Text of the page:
Churchill River Saskatchewan canoe trip: August 14, 2007
It was dry but really chilly in the morning, so on went the toques and down vests. Some of our things were still wet, so we dried them out in the stiff breeze. We were just finishing our dishes when Judy & Gord paddled in. We chatted again for a while. Judy told us about the many pictographs at High Rock Narrows (they had done the same trip last year). We promised to exchange email addresses as they paddled off, but we never saw them again.
We finally set out, but our pace was slowed by the
appearance of several bald eagles, a golden eagle, a couple of
pelicans, an osprey and many canvasback ducks. Once again, we
missed a turn before the next set of pictographs. But while
waiting for the GPS to find satellites, Bill took a random cast
and hooked a beautiful walleye. The fishing was nothing short of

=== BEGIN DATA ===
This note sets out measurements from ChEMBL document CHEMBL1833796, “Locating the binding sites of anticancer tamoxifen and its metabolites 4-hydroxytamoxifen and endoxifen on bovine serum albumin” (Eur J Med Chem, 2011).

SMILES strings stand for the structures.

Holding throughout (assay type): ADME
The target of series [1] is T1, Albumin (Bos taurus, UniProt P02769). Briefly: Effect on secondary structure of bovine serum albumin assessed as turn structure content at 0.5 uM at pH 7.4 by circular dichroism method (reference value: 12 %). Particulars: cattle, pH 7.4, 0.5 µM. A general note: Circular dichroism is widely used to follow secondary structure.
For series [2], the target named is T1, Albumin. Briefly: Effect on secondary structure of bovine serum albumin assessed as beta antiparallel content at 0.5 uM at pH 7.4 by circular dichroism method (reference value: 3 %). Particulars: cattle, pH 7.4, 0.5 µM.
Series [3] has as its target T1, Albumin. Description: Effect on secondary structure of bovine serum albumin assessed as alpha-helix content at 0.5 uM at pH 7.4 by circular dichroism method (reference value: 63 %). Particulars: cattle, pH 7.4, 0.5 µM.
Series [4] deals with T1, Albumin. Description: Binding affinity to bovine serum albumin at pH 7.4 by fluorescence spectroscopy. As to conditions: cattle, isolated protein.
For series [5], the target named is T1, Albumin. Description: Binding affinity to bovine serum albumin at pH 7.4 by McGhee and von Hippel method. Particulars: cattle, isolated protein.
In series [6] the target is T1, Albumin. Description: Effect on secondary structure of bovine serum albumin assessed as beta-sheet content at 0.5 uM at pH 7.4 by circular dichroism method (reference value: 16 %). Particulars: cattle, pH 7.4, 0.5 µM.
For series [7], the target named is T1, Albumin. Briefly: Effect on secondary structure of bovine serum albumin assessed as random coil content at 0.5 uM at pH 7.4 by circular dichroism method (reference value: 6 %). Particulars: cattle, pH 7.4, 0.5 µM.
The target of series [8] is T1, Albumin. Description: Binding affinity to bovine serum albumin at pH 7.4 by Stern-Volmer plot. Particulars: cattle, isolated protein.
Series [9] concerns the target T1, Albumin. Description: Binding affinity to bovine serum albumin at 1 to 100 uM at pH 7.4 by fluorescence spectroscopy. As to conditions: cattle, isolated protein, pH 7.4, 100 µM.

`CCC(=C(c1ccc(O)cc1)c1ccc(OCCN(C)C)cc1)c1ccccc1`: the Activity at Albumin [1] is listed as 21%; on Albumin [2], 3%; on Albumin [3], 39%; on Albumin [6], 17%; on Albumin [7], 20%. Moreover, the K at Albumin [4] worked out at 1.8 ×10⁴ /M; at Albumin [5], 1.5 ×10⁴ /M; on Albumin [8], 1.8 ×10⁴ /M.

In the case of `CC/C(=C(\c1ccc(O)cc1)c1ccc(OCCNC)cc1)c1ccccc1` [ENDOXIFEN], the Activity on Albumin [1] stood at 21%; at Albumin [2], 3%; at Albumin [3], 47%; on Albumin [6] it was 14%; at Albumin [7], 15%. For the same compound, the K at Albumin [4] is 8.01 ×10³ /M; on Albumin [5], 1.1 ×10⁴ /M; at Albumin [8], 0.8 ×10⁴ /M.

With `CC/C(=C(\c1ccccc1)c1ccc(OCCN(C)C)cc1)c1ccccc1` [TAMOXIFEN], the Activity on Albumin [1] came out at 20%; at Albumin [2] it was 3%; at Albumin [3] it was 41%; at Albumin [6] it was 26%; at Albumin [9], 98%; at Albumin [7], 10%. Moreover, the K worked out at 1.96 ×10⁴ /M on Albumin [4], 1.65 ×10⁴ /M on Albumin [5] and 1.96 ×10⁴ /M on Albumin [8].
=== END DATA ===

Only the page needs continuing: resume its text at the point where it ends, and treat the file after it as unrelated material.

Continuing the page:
Once back on track, we saw the Swimming Stone and the pictographs. We ran the easy Swimming Stone rapids on the left. Black bear Island Lake is unique in that it has these rapids in the middle. We stopped for lunch at a large campsite and cleaned the fish for supper.
Then it was on to the impressive High Rock Narrows
pictographs. We had to disembark and hike up to see the last two
rock faces with pictographs. We were rewarded with a small
raspberry patch. Yum.
Black Bear Island Lake went on and on. It is 40 km
long. There were several large reaches with strong tailwinds. At
first the winds were welcome, but as we got a few kilometers
along, the swells were worrisome. We were glad to have brought
the 17 foot canoe. The campsite we had in mind was poor, so we
pushed on beyond the old abandoned fishing lodge. We saw and
heard 3 otters. They were uncharacteristically shy, and refused
to have their photo taken.
We found a little-used campsite, but we made it comfortable. All of our campsites had a welcoming loon. We had a separate cooking area with a view. Our campsite was at E0470328 N6163289.